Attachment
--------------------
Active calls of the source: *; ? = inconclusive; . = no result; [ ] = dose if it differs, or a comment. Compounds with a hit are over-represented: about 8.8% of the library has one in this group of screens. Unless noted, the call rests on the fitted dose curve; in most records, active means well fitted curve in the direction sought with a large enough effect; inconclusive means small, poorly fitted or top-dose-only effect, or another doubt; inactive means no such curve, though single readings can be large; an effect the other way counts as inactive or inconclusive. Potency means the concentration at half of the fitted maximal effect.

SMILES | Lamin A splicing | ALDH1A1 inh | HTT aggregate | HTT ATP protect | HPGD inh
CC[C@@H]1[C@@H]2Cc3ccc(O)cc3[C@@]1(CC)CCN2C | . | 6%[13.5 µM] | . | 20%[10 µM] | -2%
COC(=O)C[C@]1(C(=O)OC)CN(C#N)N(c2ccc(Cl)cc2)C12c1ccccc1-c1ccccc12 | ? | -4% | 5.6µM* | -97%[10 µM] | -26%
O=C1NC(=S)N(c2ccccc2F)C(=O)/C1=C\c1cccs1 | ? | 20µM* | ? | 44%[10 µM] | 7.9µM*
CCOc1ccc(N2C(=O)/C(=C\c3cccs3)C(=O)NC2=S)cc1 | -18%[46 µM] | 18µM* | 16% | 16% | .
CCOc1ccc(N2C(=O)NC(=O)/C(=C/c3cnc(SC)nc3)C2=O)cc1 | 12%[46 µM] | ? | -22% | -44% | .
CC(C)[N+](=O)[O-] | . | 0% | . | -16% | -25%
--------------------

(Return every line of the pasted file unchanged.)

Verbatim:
Active calls of the source: *; ? = inconclusive; . = no result; [ ] = dose if it differs, or a comment. Compounds with a hit are over-represented: about 8.8% of the library has one in this group of screens. Unless noted, the call rests on the fitted dose curve; in most records, active means well fitted curve in the direction sought with a large enough effect; inconclusive means small, poorly fitted or top-dose-only effect, or another doubt; inactive means no such curve, though single readings can be large; an effect the other way counts as inactive or inconclusive. Potency means the concentration at half of the fitted maximal effect.

SMILES | Lamin A splicing | ALDH1A1 inh | HTT aggregate | HTT ATP protect | HPGD inh
CC[C@@H]1[C@@H]2Cc3ccc(O)cc3[C@@]1(CC)CCN2C | . | 6%[13.5 µM] | . | 20%[10 µM] | -2%
COC(=O)C[C@]1(C(=O)OC)CN(C#N)N(c2ccc(Cl)cc2)C12c1ccccc1-c1ccccc12 | ? | -4% | 5.6µM* | -97%[10 µM] | -26%
O=C1NC(=S)N(c2ccccc2F)C(=O)/C1=C\c1cccs1 | ? | 20µM* | ? | 44%[10 µM] | 7.9µM*
CCOc1ccc(N2C(=O)/C(=C\c3cccs3)C(=O)NC2=S)cc1 | -18%[46 µM] | 18µM* | 16% | 16% | .
CCOc1ccc(N2C(=O)NC(=O)/C(=C/c3cnc(SC)nc3)C2=O)cc1 | 12%[46 µM] | ? | -22% | -44% | .
CC(C)[N+](=O)[O-] | . | 0% | . | -16% | -25%